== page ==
Does Stepwise Voltage Ramping Protect the Kidney from Injury During Extracorporeal Shockwave Lithotripsy? Results of a Prospective Randomized Trial

Skuginna, Veronika; Nguyen, Daniel Truong Phat; Seiler, Roland; Kiss, Bernhard; Thalmann, George; Roth, Beat (2016). Does Stepwise Voltage Ramping Protect the Kidney from Injury During Extracorporeal Shockwave Lithotripsy? Results of a Prospective Randomized Trial. European urology, 69(2), pp. 267-273. Elsevier 10.1016/j.eururo.2015.06.017

[img] Text
1-s2.0-S0302283815005205-main.pdf - Published Version
Restricted to registered users only
Available under License Publisher holds Copyright.

Download (1MB) | Request a copy
[img]
Preview
Text
manuscript def - Eur Urol.pdf - Accepted Version
Available under License Creative Commons: Attribution-Noncommercial-No Derivative Works (CC-BY-NC-ND).

Download (137kB) | Preview

BACKGROUND Renal damage is more frequent with new-generation lithotripters. However, animal studies suggest that voltage ramping minimizes the risk of complications following extracorporeal shock wave lithotripsy (SWL). In the clinical setting, the optimal voltage strategy remains unclear. OBJECTIVE To evaluate whether stepwise voltage ramping can protect the kidney from damage during SWL. DESIGN, SETTING, AND PARTICIPANTS A total of 418 patients with solitary or multiple unilateral kidney stones were randomized to receive SWL using a Modulith SLX-F2 lithotripter with either stepwise voltage ramping (n=213) or a fixed maximal voltage (n=205). INTERVENTION SWL. OUTCOMES MEASUREMENTS AND STATISTICAL ANALYSIS The primary outcome was sonographic evidence of renal hematomas. Secondary outcomes included levels of urinary markers of renal damage, stone disintegration, stone-free rate, and rates of secondary interventions within 3 mo of SWL. Descriptive statistics were used to compare clinical outcomes between the two groups. A logistic regression model was generated to assess predictors of hematomas. RESULTS AND LIMITATIONS Significantly fewer hematomas occurred in the ramping group(12/213, 5.6%) than in the fixed group (27/205, 13%; p=0.008). There was some evidence that the fixed group had higher urinary β2-microglobulin levels after SWL compared to the ramping group (p=0.06). Urinary microalbumin levels, stone disintegration, stone-free rate, and rates of secondary interventions did not significantly differ between the groups. The logistic regression model showed a significantly higher risk of renal hematomas in older patients (odds ratio [OR] 1.03, 95% confidence interval [CI] 1.00-1.05; p=0.04). Stepwise voltage ramping was associated with a lower risk of hematomas (OR 0.39, 95% CI 0.19-0.80; p=0.01). The study was limited by the use of ultrasound to detect hematomas. CONCLUSIONS In this prospective randomized study, stepwise voltage ramping during SWL was associated with a lower risk of renal damage compared to a fixed maximal voltage without compromising treatment effectiveness. PATIENT SUMMARY Lithotripsy is a noninvasive technique for urinary stone disintegration using ultrasonic energy. In this study, two voltage strategies are compared. The results show that a progressive increase in voltage during lithotripsy decreases the risk of renal hematomas while maintaining excellent outcomes. TRIAL REGISTRATION ISRCTN95762080.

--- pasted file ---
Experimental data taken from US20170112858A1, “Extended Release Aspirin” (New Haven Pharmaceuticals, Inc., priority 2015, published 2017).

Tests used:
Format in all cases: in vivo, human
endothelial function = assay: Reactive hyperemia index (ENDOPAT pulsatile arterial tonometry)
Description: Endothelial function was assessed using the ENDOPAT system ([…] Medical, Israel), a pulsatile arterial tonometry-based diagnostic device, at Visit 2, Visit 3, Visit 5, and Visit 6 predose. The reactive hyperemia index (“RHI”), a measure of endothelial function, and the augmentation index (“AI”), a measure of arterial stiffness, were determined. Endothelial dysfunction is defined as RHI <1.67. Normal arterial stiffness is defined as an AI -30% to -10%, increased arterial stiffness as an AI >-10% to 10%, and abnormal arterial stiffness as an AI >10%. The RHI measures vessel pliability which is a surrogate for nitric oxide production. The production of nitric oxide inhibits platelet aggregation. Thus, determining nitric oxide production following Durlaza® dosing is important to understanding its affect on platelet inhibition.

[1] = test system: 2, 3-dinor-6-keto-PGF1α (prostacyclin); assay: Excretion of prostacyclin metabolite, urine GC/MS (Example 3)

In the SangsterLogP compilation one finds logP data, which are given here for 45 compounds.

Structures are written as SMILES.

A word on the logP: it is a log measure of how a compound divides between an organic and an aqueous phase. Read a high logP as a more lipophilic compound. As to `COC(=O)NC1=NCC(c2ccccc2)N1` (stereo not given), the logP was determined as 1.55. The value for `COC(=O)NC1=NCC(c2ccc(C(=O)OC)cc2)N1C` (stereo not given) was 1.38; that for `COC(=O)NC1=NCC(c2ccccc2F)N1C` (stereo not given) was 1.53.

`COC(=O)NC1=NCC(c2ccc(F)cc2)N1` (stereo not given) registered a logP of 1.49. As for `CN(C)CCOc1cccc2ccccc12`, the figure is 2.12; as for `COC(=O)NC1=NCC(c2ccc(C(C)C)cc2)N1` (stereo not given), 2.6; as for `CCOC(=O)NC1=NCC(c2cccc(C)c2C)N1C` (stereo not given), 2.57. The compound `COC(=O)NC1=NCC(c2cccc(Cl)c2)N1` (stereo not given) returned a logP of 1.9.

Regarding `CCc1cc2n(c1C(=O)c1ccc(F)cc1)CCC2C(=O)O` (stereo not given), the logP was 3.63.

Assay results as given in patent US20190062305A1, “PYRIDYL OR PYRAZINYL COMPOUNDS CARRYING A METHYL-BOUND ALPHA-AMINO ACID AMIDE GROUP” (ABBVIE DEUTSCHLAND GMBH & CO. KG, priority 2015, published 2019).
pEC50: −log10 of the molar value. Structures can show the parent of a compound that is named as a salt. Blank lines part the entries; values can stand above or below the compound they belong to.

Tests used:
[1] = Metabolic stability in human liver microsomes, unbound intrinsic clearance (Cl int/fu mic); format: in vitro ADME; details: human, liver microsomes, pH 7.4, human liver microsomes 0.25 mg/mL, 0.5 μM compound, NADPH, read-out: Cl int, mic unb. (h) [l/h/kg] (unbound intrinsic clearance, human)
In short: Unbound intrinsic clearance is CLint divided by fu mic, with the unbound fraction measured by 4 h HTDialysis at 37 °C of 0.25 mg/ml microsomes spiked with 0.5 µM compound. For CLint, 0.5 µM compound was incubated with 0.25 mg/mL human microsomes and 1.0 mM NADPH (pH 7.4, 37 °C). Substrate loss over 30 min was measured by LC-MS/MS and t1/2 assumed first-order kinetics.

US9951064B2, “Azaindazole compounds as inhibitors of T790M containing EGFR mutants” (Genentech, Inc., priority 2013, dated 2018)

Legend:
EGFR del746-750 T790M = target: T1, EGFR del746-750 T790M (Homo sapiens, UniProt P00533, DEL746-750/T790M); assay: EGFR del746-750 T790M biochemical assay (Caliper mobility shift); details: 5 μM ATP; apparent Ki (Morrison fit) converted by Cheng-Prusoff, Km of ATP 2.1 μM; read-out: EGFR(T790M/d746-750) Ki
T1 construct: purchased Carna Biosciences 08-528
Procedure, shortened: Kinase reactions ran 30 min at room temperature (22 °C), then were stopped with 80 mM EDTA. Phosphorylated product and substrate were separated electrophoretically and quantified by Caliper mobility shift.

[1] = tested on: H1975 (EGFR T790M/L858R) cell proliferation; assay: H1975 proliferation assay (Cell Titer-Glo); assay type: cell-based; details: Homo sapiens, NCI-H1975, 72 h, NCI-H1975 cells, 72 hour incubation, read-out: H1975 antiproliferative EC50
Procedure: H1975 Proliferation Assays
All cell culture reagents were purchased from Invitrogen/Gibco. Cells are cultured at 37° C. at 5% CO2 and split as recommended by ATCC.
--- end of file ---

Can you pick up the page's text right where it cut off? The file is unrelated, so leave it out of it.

Item Type:

Journal Article (Original Article)

Division/Institute:

04 Faculty of Medicine > Department of Dermatology, Urology, Rheumatology, Nephrology, Osteoporosis (DURN) > Clinic of Urology

UniBE Contributor:

Nguyen, Daniel Truong Phat; Seiler, Roland; Kiss, Bernhard; Thalmann, George and Roth, Beat

Subjects:

600 Technology > 610 Medicine & health

ISSN:

0302-2838

Publisher:

Elsevier

Language:

English

Submitter:

Katharina Morgenegg

Date Deposited:

08 Feb 2016 16:00

Last Modified:

09 Sep 2017 21:50

Publisher DOI:

10.1016/j.eururo.2015.06.017

PubMed ID:

26119561

Uncontrolled Keywords:

Extracorporeal shockwave lithotripsy; Randomized trial; Renal damage; Voltage ramping

BORIS DOI:

10.7892/boris.75192

URI:

https://boris.unibe.ch/id/eprint/75192

Actions (login required)

Edit item Edit item
Provide Feedback